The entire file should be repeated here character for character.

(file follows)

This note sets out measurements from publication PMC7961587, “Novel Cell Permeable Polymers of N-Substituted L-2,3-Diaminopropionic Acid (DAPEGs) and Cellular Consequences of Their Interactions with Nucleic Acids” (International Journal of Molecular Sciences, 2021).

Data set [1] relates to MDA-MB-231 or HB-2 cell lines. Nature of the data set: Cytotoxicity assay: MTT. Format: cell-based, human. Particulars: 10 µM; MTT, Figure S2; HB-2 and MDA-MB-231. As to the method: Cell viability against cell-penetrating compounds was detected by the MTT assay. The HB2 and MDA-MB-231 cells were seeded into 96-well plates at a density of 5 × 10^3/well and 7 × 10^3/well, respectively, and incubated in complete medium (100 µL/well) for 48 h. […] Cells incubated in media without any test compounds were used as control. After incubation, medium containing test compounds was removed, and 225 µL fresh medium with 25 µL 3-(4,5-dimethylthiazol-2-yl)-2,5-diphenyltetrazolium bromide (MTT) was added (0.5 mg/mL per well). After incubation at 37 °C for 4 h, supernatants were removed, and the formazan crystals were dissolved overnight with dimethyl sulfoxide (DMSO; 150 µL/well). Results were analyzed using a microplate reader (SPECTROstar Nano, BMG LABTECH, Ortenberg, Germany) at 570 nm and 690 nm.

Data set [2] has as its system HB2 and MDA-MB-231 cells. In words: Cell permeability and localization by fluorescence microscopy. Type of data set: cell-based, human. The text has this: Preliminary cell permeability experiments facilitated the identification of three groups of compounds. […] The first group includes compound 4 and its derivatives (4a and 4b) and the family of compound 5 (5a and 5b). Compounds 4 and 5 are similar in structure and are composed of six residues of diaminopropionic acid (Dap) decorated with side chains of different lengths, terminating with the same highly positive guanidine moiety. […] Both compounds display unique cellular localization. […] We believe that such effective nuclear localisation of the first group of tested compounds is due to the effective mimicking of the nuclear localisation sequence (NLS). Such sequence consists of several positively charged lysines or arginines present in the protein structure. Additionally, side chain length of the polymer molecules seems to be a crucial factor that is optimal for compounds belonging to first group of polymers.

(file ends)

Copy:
This note sets out measurements from publication PMC7961587, “Novel Cell Permeable Polymers of N-Substituted L-2,3-Diaminopropionic Acid (DAPEGs) and Cellular Consequences of Their Interactions with Nucleic Acids” (International Journal of Molecular Sciences, 2021).

Data set [1] relates to MDA-MB-231 or HB-2 cell lines. Nature of the data set: Cytotoxicity assay: MTT. Format: cell-based, human. Particulars: 10 µM; MTT, Figure S2; HB-2 and MDA-MB-231. As to the method: Cell viability against cell-penetrating compounds was detected by the MTT assay. The HB2 and MDA-MB-231 cells were seeded into 96-well plates at a density of 5 × 10^3/well and 7 × 10^3/well, respectively, and incubated in complete medium (100 µL/well) for 48 h. […] Cells incubated in media without any test compounds were used as control. After incubation, medium containing test compounds was removed, and 225 µL fresh medium with 25 µL 3-(4,5-dimethylthiazol-2-yl)-2,5-diphenyltetrazolium bromide (MTT) was added (0.5 mg/mL per well). After incubation at 37 °C for 4 h, supernatants were removed, and the formazan crystals were dissolved overnight with dimethyl sulfoxide (DMSO; 150 µL/well). Results were analyzed using a microplate reader (SPECTROstar Nano, BMG LABTECH, Ortenberg, Germany) at 570 nm and 690 nm.

Data set [2] has as its system HB2 and MDA-MB-231 cells. In words: Cell permeability and localization by fluorescence microscopy. Type of data set: cell-based, human. The text has this: Preliminary cell permeability experiments facilitated the identification of three groups of compounds. […] The first group includes compound 4 and its derivatives (4a and 4b) and the family of compound 5 (5a and 5b). Compounds 4 and 5 are similar in structure and are composed of six residues of diaminopropionic acid (Dap) decorated with side chains of different lengths, terminating with the same highly positive guanidine moiety. […] Both compounds display unique cellular localization. […] We believe that such effective nuclear localisation of the first group of tested compounds is due to the effective mimicking of the nuclear localisation sequence (NLS). Such sequence consists of several positively charged lysines or arginines present in the protein structure. Additionally, side chain length of the polymer molecules seems to be a crucial factor that is optimal for compounds belonging to first group of polymers.